Surprising, colorful, and long-forgotten entries from the most famous dictionary in the history of the English language
Samuel Johnson’s best-known work, A Dictionary of the English Language (1755), is the most influential and idiosyncratic lexicon ever written and was used by Jane Austen and Charles Dickens, the Brontës and the Brownings, Thomas Hardy and Oscar Wilde. This anthology includes 4,000 of the most representative, entertaining, and historically fascinating entries, covering subjects from fashion to food, science to sex, and given in full with original spelling and examples of usage from Shakespeare to Milton.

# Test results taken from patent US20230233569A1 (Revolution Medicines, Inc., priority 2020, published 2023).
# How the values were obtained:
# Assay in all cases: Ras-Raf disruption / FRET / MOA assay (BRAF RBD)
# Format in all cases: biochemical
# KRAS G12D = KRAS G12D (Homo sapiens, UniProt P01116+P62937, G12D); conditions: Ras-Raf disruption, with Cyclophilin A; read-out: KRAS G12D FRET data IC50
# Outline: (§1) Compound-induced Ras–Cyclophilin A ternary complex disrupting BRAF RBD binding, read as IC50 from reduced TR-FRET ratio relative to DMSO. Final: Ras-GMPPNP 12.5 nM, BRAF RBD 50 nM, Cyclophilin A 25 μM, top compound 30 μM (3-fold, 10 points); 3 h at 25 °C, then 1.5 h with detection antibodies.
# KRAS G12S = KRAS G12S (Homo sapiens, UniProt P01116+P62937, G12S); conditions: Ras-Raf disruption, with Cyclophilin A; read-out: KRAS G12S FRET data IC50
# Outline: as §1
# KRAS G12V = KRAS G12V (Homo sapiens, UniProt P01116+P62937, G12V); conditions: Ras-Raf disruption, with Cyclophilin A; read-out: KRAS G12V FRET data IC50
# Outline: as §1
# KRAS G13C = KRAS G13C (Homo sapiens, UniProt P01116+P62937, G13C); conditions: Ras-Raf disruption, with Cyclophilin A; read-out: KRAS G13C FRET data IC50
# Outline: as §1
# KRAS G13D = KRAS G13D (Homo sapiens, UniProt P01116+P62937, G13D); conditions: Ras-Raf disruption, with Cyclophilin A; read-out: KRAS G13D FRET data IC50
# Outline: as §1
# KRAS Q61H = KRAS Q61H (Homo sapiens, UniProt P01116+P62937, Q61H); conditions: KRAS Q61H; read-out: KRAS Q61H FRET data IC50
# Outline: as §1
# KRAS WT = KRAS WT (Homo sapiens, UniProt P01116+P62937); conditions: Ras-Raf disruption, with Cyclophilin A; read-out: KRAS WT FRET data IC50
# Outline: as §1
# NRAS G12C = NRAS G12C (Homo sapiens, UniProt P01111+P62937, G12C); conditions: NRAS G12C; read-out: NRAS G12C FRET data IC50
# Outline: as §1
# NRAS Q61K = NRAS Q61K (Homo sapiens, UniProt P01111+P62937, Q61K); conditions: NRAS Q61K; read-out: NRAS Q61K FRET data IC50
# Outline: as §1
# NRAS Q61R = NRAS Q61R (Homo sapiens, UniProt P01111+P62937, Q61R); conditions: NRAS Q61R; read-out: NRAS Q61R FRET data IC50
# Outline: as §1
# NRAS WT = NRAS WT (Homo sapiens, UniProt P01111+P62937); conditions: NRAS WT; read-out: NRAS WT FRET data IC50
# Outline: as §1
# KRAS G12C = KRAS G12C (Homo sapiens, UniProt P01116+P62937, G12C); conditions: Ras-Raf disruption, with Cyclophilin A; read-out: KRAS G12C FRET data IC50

For more than seventy years, Penguin has been the leading publisher of classic literature in the English-speaking world. With more than 1,700 titles, Penguin Classics represents a global bookshelf of the best works throughout history and across genres and disciplines. Readers trust the series to provide authoritative texts enhanced by introductions and notes by distinguished scholars and contemporary authors, as well as up-to-date translations by award-winning translators.
Get the news you want from Penguin Random House
About Samuel Johnson
Samuel Johnson (1709-1784) was the leading literary scholar and critic of his time. A writer of vigor, power, passion, and profundity, he helped to shape and define the Augustan Age.
Published by Penguin Classics Oct 30, 2007| 704 Pages| ISBN 9780141441573